So a victory on marriage equality is important, but it is not the end. It is the beginning of a new era, perhaps, but one that still will be a particularly personal and difficult battle for some of our community's most vulnerable. And because we won marriage by a narrow margin, we know that our enemies are not fully defeated. They have children, sisters, brothers, grandparents and others in their families who are right now being ostracized, not fully accepted as human beings. Marriage will not solve this, but it has helped move society forward as they see the images of our more complete lives, as they attend those weddings, and as our families become more real.

So what is next for Illinois? We learned a lot of things during this march toward equality. We learned what works, and what does not, in seeking change. We confirmed that absolute power only concedes to pressure, not acting nice. We learned that the grassroots LGBT and allied communities have a lot of power, and that power will not be ignored either by our enemies or our allies—and also not by top-down organizations ( locally or nationally ) who think they know what is best for us.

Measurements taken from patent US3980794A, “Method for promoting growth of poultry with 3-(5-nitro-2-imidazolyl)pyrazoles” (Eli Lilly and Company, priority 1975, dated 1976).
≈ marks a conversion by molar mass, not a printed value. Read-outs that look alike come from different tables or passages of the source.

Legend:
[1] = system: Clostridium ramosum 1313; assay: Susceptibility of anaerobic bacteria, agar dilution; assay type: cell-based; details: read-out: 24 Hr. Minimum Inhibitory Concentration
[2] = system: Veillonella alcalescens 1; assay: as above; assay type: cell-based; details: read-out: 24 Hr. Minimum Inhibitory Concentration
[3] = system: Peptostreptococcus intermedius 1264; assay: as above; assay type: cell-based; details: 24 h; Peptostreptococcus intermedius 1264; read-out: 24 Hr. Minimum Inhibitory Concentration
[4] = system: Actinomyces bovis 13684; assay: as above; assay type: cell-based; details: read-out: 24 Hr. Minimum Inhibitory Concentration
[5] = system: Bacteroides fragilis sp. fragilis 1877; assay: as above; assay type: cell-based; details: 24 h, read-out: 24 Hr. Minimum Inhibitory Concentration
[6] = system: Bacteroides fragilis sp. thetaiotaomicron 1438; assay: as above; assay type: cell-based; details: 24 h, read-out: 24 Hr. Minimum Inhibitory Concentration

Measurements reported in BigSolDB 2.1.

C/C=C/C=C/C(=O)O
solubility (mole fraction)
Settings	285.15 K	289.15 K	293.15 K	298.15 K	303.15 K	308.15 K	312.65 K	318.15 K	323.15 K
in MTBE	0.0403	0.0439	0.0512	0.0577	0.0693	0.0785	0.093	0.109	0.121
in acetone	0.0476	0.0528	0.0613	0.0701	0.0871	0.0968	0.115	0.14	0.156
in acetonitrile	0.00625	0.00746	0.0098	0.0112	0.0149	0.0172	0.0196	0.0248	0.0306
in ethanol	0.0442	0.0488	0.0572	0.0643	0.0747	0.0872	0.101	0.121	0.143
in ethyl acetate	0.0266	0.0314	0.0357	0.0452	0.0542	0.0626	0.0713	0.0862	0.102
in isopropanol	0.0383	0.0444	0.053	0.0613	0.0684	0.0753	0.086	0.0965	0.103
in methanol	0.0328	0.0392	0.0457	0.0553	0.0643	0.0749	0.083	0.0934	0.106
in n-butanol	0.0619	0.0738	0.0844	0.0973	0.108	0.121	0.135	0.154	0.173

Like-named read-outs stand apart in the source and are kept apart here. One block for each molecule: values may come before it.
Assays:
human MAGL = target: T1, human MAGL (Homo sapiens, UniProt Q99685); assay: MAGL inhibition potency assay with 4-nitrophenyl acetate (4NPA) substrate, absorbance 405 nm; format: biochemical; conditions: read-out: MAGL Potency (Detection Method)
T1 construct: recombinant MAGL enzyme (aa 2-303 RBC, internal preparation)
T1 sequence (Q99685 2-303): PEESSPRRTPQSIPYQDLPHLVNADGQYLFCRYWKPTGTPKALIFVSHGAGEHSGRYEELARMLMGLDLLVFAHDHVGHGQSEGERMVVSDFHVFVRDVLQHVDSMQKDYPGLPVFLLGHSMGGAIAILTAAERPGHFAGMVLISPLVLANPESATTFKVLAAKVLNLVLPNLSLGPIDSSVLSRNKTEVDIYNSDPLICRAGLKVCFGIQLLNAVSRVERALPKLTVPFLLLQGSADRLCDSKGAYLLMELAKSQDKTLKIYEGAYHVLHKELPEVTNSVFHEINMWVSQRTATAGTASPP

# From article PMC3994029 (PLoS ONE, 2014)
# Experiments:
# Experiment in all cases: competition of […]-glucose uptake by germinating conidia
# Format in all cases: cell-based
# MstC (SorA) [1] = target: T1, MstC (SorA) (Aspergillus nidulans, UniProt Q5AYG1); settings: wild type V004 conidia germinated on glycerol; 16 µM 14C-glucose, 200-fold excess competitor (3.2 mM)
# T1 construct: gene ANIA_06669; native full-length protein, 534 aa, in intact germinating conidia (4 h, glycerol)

Another important lesson to take away from this is how amazing our allies were on this issue. From unions to feminist leaders, civil-rights groups to churches, students to immigrant-rights workers, this was an amazing alliance of groups and people. Can we take this coalition and mold it into a permanent form? What would that look like? We would have to disagree at times, but come together on important coalition projects. We would show up for others as they showed up for us.

I am interested in continuing this dialogue. Perhaps there can be a Bayard Rustin Institute for Social Justice in Chicago, where individuals and groups can come together to learn from one another, network, and "show up" for causes, legislation and events. We don't need to create a huge institution to accomplish this work, with bloated budgets and salaries. The March on Springfield was done all-in for less than $50,000, with no staff and no permanent infrastructure. People who care about these issues can be creative and find ways to work together in a complementary way, and work separately when that is needed.

The LGBT community can bring great ideas to the overall work of social justice. We know this because LGBTs have always done so. Many were not as courageous as Bayard Rustin, so they did their work from the closet. But many more were out and proud as LGB or T, and fought for decades for the rights of others. Well, we need to now do this even more boldly, working across boundaries to find creative solutions. If we do this, perhaps we will continue to earn the respect and support of our allies.

So what is next on our "LGBT agenda" in Illinois? Let me end with my own Top 15 list: